C. Pleural plaques
Pleural plaques is a medical condition as a result of exposure to asbestos that lead to accumulated plagues within the pleural cavity(a). Many diseases such as pneumonia, breast cancer, and heart failure can affect the pleural space.,therefore, it is often a secondary effect of another disease process.
According to Nigel Askew from the article factory, there are five main asbestos diseases including asbestos cancer that can develop following exposure to asbestos fibres: malignant asbestos mesothelioma cancer, asbestos lung cancer, asbestosis, asbestos pleural thickening and asbestos pleural plaques, however, doctors who do not regularly diagnose asbestos disease can misdiagnose (or be slow to give a diagnosis) what the condition is. This can lead to sufferers of asbestos disease wrongly concluding they do not have a right to make an asbestos claim(20)
1. Pleural mesothelioma
In the study designed to examine the association between pleural plaques on computed tomography (CT) scan and the risk of pleural mesothelioma in a follow-up study of asbestos-exposed workers, indicated that a total of 17 incident cases of pleural mesothelioma were diagnosed. A statistically significant association was observed between mesothelioma and pleural plaques (unadjusted hazard ratio (HR) = 8.9, 95% confidence interval [CI] = 3.0 to 26.5; adjusted HR = 6.8, 95% CI = 2.2 to 21.4 after adjustment for time since first exposure and cumulative exposure index to asbestos)(19).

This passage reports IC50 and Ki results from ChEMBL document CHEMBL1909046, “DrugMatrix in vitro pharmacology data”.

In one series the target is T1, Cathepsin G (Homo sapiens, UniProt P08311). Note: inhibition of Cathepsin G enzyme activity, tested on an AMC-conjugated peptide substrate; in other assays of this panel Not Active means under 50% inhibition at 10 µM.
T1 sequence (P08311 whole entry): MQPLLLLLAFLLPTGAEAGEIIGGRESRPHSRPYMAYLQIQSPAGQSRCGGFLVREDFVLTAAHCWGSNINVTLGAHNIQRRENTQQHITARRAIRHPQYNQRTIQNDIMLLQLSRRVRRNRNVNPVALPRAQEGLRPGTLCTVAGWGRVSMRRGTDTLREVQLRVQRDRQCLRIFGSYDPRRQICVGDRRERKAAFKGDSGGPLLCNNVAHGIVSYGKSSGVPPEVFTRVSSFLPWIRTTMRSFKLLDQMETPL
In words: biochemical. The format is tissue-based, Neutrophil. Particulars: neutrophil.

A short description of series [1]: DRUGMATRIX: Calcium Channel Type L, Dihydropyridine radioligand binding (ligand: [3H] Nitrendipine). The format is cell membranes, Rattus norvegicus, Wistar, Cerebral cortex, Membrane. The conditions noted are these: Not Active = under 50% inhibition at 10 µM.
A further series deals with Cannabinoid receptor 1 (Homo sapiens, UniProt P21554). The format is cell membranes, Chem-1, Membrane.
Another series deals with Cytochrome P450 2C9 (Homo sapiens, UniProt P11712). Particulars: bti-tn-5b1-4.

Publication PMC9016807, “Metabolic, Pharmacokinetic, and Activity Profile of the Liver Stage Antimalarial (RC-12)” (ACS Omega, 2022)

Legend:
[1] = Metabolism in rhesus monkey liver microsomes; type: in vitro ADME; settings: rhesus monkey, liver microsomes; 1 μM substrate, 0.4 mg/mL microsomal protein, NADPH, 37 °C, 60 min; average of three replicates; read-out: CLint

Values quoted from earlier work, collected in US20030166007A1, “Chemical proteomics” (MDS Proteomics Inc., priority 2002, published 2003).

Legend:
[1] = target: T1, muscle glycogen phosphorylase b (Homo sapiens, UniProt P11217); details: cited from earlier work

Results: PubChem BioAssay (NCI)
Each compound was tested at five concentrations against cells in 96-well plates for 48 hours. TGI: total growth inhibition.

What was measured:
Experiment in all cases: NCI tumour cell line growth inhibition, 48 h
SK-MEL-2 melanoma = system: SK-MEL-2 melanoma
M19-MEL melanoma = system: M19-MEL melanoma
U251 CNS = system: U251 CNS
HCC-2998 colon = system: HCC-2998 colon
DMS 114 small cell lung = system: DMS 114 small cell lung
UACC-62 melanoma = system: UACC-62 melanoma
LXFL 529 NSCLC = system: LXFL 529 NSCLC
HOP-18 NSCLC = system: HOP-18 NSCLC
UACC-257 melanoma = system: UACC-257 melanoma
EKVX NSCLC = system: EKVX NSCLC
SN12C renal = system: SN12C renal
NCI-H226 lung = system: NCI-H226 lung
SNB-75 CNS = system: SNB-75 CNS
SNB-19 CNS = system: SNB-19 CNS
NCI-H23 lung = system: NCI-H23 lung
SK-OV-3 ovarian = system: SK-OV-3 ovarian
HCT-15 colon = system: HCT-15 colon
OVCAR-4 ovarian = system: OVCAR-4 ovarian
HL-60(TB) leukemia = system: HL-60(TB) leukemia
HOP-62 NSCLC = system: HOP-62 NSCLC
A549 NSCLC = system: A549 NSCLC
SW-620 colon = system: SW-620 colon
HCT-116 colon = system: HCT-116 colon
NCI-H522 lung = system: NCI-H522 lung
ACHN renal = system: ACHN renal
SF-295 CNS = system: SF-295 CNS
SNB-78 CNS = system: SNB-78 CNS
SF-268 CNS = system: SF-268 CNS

2. Asbestos-related pleural abnormalities
In the study to study the observer agreement in several asbestos-related pleural abnormalities and to define criteria to discriminate between pleural changes in workers with occupational disease, and those in controls, found that the extent, calcification and thickness were well-repeatable indicators of benign pleural pathology and thus their use in future classification systems in computed tomography is recommended. In our material, the extent of 45 cm(2) and the degree of calcification were helpful in discriminating between pleural changes in workers with occupational disease, and those in controls who also presented marked pleural pathology(21).
3. Parietal pleural plaques
According to the study lead by Svenes KB, in a series of 402 consecutive autopsies, parietal pleural plaques (PP) were found in 68 individuals above 40 years of age. The frequency of PP was 26.9% in males and 3.1% in females. In 28 cases chest roentgenographs taken shortly before death were available. These films were randomly mixed with chest roentgenographs from 33 subjects who had subsequently died and in whom no PP had been found at autopsy. All films were scrutinized by two experienced readers, ignorant of the case histories and autopsy findings. In less than half the PP cases was this diagnosis suggested from the roentgenological examination. On the other hand, the readers had 13 and 14 cases with positive or uncertain findings in the 33 cases with no PP found at autopsy(22)
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